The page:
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In the mid-2000s, researchers at the University of Florida Institute of Food and Agricultural Sciences (IFAS) were presented with a unique challenge: Take a fruit – peaches – that requires a lot of cold weather to produce and find some way to make it grow and prosper in Florida’s spring heat.

Not only were Florida growers looking for a peach of their own, they had a specific window in mind – a six-week season beginning as early as mid-March and ending as late as mid-May. That would perfectly position the Florida crop to be the first fresh domestic peach on the market each spring. The harvest would be done and gone by the time the mammoth Georgia and South Carolina peach crops came on in late spring.

The goal was two-fold. The first was to create a new Florida ag industry. The second was to provide an alternative crop for citrus growers who were losing groves by the thousands of acres to greening disease.

An earlier experiment with peaches in north Florida in the 1980s ended in disaster when a series of hard freezes wiped out the crop.

In the mid-2000s, IFAS crossbred varieties of North American and South American peaches to come up with a tree that needs just 100-200 hours in temperatures below 45 degrees to bear fruit. Better yet, peach trees produce viable fruit from year one – great for citrus growers looking to diversify.

In 2006, a 15-acre test drive of the new Florida peach proved successful. Now there are an estimated 1400 acres of Florida peaches in production and that number goes up every year.

Florida peaches are smaller than their cousins, averaging about two-and-a-quarter inches in diameter, but they ripen on the tree before picking. The result is a juicier, sweeter peach that consumers can enjoy as soon as they get home from the market.

With peach production devastated by late freezes in neighboring states, Florida peach growers should be able to harvest well into May, according to Sonia Tighe, who oversees the non-profit Florida Specialty Crop Foundation for the Florida Fruit and Vegetable Association (FFVA).

Florida peaches are in year one of a two-year specialty crop grant to promote the crop. FFVA collaborated with the Fresh from Florida program to promote peaches this season with the grant money.


florida peaches
“We’ve had a really good production year so this promotion plan is very exciting,” Tighe said. Over the past few years as the Florida peach industry has grown, “the one thing I heard consistently was the frustration that no one knew there was a Florida peach crop and they certainly didn’t know the season – we needed to make consumers and retailers aware of it. It’s such a different peach from what Georgia or California grows.”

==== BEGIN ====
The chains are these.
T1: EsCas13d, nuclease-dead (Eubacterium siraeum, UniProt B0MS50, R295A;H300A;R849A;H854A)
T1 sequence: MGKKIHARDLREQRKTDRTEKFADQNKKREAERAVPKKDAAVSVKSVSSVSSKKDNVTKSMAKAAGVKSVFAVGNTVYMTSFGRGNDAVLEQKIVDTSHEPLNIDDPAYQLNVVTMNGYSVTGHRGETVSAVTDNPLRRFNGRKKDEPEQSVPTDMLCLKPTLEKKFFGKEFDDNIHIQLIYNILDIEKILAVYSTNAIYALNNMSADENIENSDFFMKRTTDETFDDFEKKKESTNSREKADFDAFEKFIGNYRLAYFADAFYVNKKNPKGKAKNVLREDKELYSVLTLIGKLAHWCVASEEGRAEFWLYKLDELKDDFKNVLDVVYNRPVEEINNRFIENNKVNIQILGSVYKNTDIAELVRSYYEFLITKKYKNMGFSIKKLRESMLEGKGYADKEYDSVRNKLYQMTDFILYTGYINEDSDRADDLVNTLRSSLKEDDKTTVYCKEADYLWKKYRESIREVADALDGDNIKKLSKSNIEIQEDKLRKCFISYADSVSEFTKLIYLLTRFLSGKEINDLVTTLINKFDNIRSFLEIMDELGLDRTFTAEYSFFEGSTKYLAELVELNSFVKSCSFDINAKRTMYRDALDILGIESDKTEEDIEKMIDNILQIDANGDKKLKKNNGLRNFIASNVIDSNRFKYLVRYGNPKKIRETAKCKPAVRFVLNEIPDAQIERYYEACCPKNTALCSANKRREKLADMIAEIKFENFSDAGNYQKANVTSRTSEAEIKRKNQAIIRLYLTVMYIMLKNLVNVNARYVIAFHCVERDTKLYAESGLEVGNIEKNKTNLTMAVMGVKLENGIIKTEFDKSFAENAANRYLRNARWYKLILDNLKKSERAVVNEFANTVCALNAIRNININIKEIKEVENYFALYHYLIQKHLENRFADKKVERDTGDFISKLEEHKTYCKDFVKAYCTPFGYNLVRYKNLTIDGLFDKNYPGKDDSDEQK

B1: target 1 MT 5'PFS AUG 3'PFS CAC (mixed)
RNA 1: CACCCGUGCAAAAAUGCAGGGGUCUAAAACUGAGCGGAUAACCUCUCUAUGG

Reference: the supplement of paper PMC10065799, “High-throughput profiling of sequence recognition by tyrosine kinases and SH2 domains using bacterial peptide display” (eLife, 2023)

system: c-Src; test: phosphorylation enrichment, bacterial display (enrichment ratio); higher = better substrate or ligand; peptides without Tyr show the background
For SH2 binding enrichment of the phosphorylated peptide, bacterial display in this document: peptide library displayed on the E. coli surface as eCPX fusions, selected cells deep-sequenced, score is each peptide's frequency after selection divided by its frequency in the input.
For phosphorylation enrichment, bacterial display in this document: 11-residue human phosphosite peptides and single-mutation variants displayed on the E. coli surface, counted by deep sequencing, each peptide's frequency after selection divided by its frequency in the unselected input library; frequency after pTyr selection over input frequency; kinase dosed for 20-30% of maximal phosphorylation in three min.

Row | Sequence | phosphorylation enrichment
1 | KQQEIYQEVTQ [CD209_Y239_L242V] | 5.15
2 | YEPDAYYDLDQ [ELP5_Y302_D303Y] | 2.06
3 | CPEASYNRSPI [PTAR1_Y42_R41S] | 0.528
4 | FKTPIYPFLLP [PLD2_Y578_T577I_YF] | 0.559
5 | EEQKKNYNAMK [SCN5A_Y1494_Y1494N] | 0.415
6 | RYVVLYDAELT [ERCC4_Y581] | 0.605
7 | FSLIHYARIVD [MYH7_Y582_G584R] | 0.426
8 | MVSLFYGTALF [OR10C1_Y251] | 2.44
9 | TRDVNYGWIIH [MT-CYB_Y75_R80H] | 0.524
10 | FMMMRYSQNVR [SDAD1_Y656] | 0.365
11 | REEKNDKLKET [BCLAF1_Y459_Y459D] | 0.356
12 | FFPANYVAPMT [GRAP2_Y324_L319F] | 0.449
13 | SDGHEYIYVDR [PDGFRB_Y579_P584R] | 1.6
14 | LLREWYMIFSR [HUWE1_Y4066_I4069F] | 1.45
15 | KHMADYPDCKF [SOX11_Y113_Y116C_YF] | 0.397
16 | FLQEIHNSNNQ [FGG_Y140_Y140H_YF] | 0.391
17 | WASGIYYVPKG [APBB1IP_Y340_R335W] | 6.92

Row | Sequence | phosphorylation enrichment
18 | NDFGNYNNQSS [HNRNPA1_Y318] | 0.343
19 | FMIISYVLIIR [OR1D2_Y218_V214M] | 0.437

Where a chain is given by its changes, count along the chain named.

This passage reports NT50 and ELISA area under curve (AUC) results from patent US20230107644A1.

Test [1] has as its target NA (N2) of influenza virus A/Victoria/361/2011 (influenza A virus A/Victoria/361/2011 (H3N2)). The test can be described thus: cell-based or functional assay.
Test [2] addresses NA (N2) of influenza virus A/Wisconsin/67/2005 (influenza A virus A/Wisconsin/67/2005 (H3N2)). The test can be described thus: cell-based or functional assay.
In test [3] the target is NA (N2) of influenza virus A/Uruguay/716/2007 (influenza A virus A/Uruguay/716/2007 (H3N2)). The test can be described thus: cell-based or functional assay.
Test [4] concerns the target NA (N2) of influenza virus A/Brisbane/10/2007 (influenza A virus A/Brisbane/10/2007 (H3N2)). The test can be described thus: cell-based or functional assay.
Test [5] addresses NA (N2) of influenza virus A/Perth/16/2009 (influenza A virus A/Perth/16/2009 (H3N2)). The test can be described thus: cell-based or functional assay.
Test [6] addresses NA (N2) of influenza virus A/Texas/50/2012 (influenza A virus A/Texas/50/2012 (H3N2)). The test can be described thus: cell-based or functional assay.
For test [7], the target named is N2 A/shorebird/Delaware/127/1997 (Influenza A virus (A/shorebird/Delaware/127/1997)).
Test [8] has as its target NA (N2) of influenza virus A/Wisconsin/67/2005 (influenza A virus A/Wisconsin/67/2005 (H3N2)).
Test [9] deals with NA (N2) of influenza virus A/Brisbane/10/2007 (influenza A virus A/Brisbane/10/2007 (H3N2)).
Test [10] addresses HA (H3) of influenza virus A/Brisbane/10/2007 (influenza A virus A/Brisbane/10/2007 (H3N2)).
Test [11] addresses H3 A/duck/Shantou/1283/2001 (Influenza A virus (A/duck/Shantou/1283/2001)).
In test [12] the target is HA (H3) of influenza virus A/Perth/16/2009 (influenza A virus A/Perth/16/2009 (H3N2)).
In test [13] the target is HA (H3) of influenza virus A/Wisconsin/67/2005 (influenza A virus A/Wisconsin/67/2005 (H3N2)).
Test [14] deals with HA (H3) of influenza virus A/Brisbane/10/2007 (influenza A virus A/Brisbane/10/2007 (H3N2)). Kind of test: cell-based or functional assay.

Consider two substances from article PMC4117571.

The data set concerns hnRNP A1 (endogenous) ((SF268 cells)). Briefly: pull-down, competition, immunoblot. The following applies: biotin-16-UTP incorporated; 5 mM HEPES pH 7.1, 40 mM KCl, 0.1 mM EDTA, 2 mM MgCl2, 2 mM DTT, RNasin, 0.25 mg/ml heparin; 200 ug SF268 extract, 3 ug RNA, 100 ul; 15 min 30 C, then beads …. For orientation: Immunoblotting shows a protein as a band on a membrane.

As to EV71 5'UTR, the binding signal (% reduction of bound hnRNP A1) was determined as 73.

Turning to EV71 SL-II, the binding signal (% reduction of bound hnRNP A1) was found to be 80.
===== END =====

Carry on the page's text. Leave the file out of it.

The Dundee Citrus Growers Association and its marketing arm Florida Classic Growers in Dundee, FL were early adopters of the Florida peach. The co-op controls 10,000 acres of citrus. It’s now in year eight of its peach program (and launched a new blueberry program just last year).

“There were a couple of guys in the industry who were earlier than us,” said Dundee CEO Steve Callaham. “We’ve learned a lot but it’s still in somewhat of an infancy stage and we’re feeling our way through the varieties and how they will perform. But I think we’re getting a better handle on it. It’s a superior product and I think it’s going to have a bright future. It’s never going to be bigger than Georgia or South Carolina. But it tastes better, it smells better. All the flavor and aromatics develop the last few days those peaches are on the tree. So being able to have a tree-ripened product is a huge advantage.”

The two-year marketing program has a two-pronged approach, Tighe said. Some money is earmarked for social media promotions and advertising in produce retailer publications, and some for in-store tastings.

Tighe said the program has had “a great response from retailers… the interest is not just Florida – I’ve gotten calls from Montreal, Toronto, Texas, Louisiana. North Carolina’s interested, it’s a very widespread interest and that’s very encouraging news.”

But Tighe believes the real push for Florida peaches will come when consumers get to taste them in their local supermarkets. “I feel very confident that will help move more product as well, it’s such a good experience for people when they try it.”

TIghe said the Fresh from Florida program, currently under budgetary assault in the Florida legislature, has been instrumental in helping spread the word about Florida peaches. “They’re doing a fabulous job and they don’t get credit.”

No matter what happens to the Fresh from Florida budget, Florida peaches are guaranteed at least one more year of promotion since the two-year grant is already funded. Tighe hopes that will be enough time to spread the word to more consumers and possibly even get Florida peaches in Florida school lunchrooms.

Regardless, production will continue to grow. Farmers are putting in more acreage annually. And as small trees mature, “You’re going to see an increase in volume just because of the bigger capacity of the trees,” Tighe said.

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